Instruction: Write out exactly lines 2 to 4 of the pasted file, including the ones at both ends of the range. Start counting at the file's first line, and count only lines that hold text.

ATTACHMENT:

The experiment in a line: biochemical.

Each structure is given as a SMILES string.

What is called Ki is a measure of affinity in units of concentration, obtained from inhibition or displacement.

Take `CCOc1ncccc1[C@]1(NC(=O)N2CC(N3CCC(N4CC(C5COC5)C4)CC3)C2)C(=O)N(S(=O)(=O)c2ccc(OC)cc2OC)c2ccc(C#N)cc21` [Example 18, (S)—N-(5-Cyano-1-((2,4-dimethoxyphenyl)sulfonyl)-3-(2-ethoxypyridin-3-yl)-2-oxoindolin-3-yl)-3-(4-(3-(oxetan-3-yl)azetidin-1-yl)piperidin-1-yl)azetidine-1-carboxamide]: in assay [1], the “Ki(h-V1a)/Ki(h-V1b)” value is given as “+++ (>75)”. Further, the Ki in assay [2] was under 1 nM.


Each structure is given as a SMILES string.

What is called Ki is a measure of affinity in units of concentration, obtained from inhibition or displacement.

Take `CCOc1ncccc1[C@]1(NC(=O)N2CC(N3CCC(N4CC(C5COC5)C4)CC3)C2)C(=O)N(S(=O)(=O)c2ccc(OC)cc2OC)c2ccc(C#N)cc21` [Example 18, (S)—N-(5-Cyano-1-((2,4-dimethoxyphenyl)sulfonyl)-3-(2-ethoxypyridin-3-yl)-2-oxoindolin-3-yl)-3-(4-(3-(oxetan-3-yl)azetidin-1-yl)piperidin-1-yl)azetidine-1-carboxamide]: in assay [1], the “Ki(h-V1a)/Ki(h-V1b)” value is given as “+++ (>75)”. Further, the Ki in assay [2] was under 1 nM.